The transfer case for driving the rear wheels mounts directly to the back of the transaxle case and is part of the transaxle. It provides a direct drive (1:1 gear ratio) coupling to the rear differential. This means that when the 4WD unit is engaged, the transaxle provides equal power to the front and rear differentials. When the 4WD unit is not engaged power is transmitted to only the front wheels. In either case shifting of the transaxle remains the same. Late models have dual range 4WD.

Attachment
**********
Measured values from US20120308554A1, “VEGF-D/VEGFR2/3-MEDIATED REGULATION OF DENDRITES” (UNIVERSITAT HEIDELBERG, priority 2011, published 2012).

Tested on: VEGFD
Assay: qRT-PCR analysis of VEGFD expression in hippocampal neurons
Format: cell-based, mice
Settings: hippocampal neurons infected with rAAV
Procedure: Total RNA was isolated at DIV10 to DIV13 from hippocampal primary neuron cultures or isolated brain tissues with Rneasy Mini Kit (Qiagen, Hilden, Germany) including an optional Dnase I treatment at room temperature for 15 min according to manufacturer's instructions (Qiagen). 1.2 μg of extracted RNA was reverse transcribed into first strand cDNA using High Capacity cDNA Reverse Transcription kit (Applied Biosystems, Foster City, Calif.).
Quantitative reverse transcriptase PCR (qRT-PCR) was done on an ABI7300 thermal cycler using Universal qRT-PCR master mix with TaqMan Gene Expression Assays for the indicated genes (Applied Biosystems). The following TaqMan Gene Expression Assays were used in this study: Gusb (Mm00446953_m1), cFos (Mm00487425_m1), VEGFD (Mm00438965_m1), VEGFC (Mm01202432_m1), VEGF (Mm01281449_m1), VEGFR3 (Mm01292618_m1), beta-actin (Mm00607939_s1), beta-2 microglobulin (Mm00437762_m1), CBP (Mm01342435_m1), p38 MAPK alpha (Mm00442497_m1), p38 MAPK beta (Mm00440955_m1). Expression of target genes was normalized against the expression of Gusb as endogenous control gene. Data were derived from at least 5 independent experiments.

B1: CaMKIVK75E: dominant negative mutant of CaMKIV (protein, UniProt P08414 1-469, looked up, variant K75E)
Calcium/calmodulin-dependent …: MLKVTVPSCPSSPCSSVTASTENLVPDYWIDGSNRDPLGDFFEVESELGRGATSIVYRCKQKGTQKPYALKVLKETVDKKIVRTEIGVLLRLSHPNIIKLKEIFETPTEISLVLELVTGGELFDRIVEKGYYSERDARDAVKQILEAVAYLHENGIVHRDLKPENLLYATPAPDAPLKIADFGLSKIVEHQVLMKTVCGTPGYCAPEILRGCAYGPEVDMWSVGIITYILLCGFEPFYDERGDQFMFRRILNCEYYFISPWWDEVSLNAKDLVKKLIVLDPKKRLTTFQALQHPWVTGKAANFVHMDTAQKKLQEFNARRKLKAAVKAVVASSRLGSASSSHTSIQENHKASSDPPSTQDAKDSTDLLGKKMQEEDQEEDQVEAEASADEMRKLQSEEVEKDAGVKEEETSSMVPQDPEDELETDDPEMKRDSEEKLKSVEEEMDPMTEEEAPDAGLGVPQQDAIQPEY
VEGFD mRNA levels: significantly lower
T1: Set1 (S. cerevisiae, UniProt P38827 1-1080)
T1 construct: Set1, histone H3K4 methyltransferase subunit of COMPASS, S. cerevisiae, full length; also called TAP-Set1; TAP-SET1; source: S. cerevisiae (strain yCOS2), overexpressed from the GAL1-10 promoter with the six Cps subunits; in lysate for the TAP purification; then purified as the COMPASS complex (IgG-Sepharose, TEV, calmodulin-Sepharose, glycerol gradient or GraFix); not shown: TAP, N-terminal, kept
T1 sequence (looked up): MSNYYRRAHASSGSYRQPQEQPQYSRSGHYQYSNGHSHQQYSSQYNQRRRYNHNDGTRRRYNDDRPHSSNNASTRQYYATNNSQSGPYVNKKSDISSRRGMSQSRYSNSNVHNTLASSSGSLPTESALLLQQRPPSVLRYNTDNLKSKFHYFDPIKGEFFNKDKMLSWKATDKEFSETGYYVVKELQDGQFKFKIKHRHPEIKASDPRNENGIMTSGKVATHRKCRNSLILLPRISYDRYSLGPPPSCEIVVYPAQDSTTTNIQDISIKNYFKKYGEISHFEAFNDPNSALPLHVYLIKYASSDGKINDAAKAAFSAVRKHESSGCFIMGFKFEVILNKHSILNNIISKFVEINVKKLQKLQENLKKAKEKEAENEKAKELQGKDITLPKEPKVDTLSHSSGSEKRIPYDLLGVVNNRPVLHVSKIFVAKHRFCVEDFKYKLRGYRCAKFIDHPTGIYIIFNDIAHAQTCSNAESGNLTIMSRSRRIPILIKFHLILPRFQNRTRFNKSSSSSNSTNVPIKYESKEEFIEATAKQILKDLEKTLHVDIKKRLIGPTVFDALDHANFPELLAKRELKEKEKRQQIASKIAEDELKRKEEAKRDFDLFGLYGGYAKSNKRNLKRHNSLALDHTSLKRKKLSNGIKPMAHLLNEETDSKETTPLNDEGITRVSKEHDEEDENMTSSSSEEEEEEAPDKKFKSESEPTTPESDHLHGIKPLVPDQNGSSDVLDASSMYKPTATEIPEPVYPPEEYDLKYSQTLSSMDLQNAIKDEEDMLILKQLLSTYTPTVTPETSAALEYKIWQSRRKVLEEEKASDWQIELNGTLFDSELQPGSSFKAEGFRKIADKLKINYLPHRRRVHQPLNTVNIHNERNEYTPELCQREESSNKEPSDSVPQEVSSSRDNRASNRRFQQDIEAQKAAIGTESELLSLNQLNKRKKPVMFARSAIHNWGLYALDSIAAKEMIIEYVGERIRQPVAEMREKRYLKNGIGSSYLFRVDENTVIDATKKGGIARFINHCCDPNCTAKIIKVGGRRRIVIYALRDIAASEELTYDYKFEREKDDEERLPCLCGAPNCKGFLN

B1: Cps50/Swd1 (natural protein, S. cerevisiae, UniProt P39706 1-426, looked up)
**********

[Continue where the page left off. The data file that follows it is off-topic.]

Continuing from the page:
The drive selector can be shifted at any time, with or without clutching. However, if you shift the drive selector while the car is moving the steering wheel should be in the straight forward position. This minimizes the load on the rear drive system and shifting is made easier.
You may feel a braking action when turning a sharp corner in four wheel drive. This is a normal phenomenon which arises from the difference in turning radius between the front wheels and the rear wheels, and will not occur when running in front wheel drive.